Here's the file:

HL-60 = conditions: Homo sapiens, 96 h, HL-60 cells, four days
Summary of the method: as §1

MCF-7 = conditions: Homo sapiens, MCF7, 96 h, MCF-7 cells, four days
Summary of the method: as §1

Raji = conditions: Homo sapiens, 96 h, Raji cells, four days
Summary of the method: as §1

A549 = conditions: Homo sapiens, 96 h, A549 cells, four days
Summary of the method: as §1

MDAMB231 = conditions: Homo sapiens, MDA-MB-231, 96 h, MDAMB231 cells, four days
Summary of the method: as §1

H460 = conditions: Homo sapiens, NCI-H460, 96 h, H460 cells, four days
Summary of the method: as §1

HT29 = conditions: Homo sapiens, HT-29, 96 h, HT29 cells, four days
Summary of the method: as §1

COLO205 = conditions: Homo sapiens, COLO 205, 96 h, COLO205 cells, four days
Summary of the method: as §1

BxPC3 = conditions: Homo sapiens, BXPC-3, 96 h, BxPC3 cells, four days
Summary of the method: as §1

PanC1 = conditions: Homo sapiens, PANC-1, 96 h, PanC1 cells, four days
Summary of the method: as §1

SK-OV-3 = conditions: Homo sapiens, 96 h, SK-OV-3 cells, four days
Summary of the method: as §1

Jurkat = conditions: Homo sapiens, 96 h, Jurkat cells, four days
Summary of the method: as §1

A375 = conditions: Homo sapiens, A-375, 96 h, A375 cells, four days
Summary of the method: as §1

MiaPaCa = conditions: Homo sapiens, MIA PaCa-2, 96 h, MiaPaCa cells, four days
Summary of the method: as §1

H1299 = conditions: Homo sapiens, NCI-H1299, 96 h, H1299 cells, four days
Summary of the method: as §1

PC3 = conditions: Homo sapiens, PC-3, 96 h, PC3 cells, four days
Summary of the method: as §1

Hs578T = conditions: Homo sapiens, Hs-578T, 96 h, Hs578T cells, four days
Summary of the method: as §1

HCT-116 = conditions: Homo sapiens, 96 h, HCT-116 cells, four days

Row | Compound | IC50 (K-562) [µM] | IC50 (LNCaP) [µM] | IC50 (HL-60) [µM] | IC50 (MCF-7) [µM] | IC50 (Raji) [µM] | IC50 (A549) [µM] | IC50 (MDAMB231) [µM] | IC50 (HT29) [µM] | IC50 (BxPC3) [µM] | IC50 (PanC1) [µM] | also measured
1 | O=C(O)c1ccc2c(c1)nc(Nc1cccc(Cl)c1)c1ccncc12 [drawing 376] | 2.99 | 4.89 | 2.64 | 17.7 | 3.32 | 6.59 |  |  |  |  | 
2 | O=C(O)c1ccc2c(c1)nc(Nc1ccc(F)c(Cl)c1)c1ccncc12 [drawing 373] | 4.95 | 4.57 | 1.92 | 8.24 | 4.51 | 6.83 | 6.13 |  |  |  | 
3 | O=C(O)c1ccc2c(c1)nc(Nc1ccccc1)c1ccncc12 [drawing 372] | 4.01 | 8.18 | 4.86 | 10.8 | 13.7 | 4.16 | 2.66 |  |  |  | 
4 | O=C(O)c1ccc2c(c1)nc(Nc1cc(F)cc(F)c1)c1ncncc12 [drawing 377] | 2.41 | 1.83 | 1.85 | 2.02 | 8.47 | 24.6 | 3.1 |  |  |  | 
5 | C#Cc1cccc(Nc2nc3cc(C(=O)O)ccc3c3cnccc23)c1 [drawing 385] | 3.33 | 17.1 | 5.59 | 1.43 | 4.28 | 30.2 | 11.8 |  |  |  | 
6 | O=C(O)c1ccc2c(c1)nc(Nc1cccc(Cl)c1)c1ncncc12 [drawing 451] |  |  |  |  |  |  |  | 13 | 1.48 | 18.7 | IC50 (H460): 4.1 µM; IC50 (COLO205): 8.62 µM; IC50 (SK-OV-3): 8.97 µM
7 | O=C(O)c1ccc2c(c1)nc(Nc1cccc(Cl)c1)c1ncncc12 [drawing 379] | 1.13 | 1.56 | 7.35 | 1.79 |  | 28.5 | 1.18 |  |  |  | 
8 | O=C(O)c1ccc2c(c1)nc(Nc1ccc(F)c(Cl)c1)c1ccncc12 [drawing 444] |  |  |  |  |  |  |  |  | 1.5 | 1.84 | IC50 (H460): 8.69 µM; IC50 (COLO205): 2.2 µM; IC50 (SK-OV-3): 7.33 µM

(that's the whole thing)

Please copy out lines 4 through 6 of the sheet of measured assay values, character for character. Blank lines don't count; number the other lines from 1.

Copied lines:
Summary of the method: as §1

Raji = conditions: Homo sapiens, 96 h, Raji cells, four days
Summary of the method: as §1